REVIEW

MATTHEW HOUSIAUX

mjhousiaux12@ole.augie.edu

An unfortunate truth about eating in the Morrison Commons is that, despite its perks, after so long the limited choice of palatable meal options becomes a source of a certain kind of angst.

This is especially true when one also factors in the lack of sleep and overwhelming amounts of homework with which students are burdened. Sometimes, the only way to help restore crucial mental health is to add some variety into a weekly routine, and there are few greater pleasures in life than good food.

Speaking of which, Camille’s Sidewalk Café is a satisfying, if unremarkable dining option. To a certain extent, its lack of chutzpah gives it its own sort of effortless, suburban slacker charm; the décor is a pleasant pastiche of sunny yellow-painted walls, complemented by medium-stained wood paneling and partially subdued lighting.

As for the food, in both aesthetics and actual content, it lies centered between a standard, middle-class sandwich shop—Panera Bread, for example—and a truly gourmet bistro or café populated and overseen by pseudo-bohemian hipsters. Included on the menu are a variety of Panini’s, sandwiches, wraps, salads and flatbread pizza.

A quick preface before going further: Being a vegetarian, I was surprised at the variety of options Camille’s has available and the unconventional ingredients they use to make each dish.

I sampled the vegetarian flatbread pizza, which measured nine inches across and included eggplant and artichoke: Two wonderful, but sadly underused vegetables. I finished my meal with feelings of moderate, blissful contentment.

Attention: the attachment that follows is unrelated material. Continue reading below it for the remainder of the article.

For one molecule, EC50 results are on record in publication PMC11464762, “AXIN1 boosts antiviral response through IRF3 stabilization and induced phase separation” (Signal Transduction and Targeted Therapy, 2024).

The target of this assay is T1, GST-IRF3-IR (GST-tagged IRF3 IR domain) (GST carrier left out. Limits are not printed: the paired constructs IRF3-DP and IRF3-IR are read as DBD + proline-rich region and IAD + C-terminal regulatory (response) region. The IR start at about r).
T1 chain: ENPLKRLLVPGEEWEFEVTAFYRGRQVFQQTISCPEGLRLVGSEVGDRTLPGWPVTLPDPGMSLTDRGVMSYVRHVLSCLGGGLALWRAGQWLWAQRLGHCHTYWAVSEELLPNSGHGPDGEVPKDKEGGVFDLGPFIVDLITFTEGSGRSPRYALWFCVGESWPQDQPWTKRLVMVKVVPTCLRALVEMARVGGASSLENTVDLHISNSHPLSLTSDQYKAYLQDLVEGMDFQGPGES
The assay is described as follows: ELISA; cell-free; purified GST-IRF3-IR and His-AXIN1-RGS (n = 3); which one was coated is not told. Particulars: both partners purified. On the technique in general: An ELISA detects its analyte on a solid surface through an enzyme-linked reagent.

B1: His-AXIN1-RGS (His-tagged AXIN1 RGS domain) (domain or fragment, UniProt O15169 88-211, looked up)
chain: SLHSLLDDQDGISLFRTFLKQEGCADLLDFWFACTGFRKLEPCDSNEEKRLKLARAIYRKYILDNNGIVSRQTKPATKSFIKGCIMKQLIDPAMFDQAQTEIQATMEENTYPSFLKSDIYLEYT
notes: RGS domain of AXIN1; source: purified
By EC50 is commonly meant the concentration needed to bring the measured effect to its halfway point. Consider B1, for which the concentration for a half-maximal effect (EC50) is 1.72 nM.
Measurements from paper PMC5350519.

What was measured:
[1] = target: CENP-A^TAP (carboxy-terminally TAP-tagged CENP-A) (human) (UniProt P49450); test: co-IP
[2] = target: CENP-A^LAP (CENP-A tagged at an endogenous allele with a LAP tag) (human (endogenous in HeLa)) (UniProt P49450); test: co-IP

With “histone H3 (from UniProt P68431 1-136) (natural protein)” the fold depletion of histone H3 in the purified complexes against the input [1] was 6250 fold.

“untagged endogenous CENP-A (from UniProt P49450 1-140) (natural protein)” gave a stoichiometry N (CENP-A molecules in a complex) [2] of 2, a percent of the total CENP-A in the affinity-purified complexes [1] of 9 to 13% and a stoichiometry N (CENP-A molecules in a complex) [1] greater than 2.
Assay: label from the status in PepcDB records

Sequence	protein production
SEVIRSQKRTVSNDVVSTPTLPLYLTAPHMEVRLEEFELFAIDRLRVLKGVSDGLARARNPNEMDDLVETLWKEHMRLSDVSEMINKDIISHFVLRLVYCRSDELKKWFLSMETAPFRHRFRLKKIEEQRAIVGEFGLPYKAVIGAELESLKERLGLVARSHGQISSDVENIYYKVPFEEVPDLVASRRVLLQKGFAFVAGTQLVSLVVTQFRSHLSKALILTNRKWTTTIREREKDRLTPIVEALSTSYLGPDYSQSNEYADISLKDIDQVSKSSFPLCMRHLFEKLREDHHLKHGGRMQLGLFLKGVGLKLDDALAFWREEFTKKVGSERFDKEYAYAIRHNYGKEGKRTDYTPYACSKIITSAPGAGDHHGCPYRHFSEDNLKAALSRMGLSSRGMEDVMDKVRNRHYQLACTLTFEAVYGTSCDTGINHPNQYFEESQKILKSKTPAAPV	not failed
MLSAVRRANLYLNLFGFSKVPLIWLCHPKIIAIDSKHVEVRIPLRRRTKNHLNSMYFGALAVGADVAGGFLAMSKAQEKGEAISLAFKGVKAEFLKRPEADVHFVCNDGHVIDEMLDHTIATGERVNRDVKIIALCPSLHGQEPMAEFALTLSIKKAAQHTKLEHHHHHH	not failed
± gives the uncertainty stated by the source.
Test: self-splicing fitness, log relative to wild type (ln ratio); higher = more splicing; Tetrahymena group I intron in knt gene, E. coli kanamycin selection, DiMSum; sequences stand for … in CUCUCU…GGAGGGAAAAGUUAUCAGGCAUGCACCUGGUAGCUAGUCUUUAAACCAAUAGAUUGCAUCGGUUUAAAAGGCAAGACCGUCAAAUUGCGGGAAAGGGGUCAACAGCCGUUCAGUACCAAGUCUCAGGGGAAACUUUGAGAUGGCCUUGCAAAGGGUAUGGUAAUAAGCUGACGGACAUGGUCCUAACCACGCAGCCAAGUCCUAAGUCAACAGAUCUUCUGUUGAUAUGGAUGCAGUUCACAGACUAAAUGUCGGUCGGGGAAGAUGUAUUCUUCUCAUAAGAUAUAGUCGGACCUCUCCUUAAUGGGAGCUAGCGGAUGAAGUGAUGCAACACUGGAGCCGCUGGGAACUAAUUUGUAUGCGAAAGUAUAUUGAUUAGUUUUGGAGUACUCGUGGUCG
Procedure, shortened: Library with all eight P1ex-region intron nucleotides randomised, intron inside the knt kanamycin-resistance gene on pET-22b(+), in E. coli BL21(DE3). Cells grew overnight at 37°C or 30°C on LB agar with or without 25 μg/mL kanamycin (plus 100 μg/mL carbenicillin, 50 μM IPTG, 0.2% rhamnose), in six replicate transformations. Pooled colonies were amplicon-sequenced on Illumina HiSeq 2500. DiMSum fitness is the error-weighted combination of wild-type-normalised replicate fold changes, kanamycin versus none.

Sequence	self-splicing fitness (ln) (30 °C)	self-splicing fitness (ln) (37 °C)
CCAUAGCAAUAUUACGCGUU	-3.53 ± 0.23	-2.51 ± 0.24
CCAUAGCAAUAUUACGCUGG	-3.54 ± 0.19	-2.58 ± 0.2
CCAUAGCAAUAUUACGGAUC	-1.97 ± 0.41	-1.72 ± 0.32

My dining partner ordered the apple-walnut tuna sandwich—which utilized another underrated vegetable accent: alfalfa sprouts—and found it to be quite delicious, as well.

Perhaps Camille’s greatest asset is its prices, which hover somewhere around $6. This is not only an acceptable meal price for a financially insolvent college student; it is also extremely low, based on the relatively high quality of the food being served.

There is one noticeable problem with Camille’s as a viable eating destination for Augustana students, and that is its location on 1216 W. 41st St. in a somewhat barren strip mall. While this location may be fine for those who have the convenience of an automobile, for those who must rely on either their feet or their bike as a primary mode of transportation, the trip is quite an undertaking.

My dining experience at Camille’s merits it to a mildly enthused recommendation. I am happy that such a place exists and I hope they are able to retain a sufficient amount of business, but because of its location, perhaps my words of approval should only extend to those with the means, time and proper motivation to find their way there.